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Fabric, a developer of ASRS technology for micro-fulfillment applications, is laying off about 40% of its 300-person staff, or roughly 120 employees. The news was first reported by TechCrunch and since confirmed by The Robot Report. Founding CEO Elram Goren was replaced by COO Avi (Jack) Jacoby two weeks ago.
Formerly known as CommonSense Robotics, Fabric has headquarters in Israel and New York. Its R&D operations take place in Israel, while commercial operations happen in the U.S., which the company said is its main market.
Here is a statement Jacoby sent to The Robot Report via email:
“Most brands find Fabric’s technology so essential that they want to own their Fabric-powered fulfillment warehouses directly. As a result, we’re updating our strategic focus to transition our product offering from a service and network model to a hardware and software platform model.
“As part of this updated strategy, Elram Goren stepped down as CEO and will serve as a strategic advisor. We are also reorganizing the rest of our company structure, including reducing our global workforce by about 40%.
“Fabric’s purpose hasn’t changed. On-demand fulfillment is on the rise, and we are well positioned to lead the industry with robotic technology to empower brands to exceed their consumers’ expectations from click to doorstep.”
TechCrunch reported that impacted employees will be provided with a cash severance, extended benefits and job outplacement services.
Layoffs start hitting robotics companies
Less than 9 months ago, Fabric announced it closed $200 million in Series C funding. At the time, the Series C funding valued Fabric at more than $1 billion. The company has raised more than $336 million since it was founded in 2015.
More ASRS players have popped up over the last few years. AutoStore is perhaps the most well-known player of the bunch. AutoStore debuted on the Oslo Stock Exchange in October 2021 and generated $327.6 million in 2021, up 79.8% from 2020. AutoStore has 20,000-plus robots deployed across more than 35 countries to automate warehouses.
Unfortunately, layoffs appear to be coming hard for the robotics industry. This is the fifth time in just the last week The Robot Report has written about staff reductions. Pittsburgh-based Argo AI announced late last week it is laying off 150 employees and shutting down its autonomous vehicle operation in Washington, DC.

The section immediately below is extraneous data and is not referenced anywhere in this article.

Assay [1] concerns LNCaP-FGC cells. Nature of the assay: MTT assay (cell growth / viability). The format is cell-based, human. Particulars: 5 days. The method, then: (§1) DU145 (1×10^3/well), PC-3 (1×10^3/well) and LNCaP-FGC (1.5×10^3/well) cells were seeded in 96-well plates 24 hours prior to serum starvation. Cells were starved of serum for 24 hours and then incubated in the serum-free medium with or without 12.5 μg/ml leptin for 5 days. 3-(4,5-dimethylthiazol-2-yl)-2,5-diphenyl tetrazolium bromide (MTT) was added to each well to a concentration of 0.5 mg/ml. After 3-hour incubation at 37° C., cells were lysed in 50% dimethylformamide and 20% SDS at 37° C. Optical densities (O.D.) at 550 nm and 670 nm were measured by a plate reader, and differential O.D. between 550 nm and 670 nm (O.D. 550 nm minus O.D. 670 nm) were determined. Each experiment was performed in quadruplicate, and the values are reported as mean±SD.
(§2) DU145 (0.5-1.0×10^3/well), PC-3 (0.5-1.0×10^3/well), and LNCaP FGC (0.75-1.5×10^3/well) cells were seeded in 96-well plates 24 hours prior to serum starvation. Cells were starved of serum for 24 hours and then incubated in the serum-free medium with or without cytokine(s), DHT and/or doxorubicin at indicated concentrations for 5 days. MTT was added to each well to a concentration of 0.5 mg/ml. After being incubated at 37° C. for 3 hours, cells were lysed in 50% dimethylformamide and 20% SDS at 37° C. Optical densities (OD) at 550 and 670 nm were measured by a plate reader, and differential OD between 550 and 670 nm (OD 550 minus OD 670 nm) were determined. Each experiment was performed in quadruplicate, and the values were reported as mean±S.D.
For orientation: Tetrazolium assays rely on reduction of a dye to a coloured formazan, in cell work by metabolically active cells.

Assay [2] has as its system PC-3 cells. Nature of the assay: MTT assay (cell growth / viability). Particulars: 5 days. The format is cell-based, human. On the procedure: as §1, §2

Starship Technologies, a sidewalk delivery robot company, recently laid off 11% of its global workforce. The company, which has engineering headquarters in Estonia and business headquarters in San Francisco, said it has been negatively impacted by the “dramatic downward shifts” in the global economy and investment market.
Similar downward shifts in the global investment market, specifically the investment market in China, were cited for the reported layoffs at Pudu Robotics, a Chinese developer of commercial service robots. And DoorDash shut down its subsidiary Chowbotics just 18 months after acquired by acquiring the business. DoorDash said it expects around 35 layoffs as a result of the shutdown, which will be effective August 31st, 2022.
Jacoby told TechCrunch that Fabric has “years of runway,” “is in a very good situation” and was not under pressure to make the decision.
“We are just doing what we believe will position us better in the market,” he said. “What is happening to the market has nothing to do with it, and the company’s financial situation is very good. This decision needed to be taken now because we need the runway to position ourselves better as a platform player.”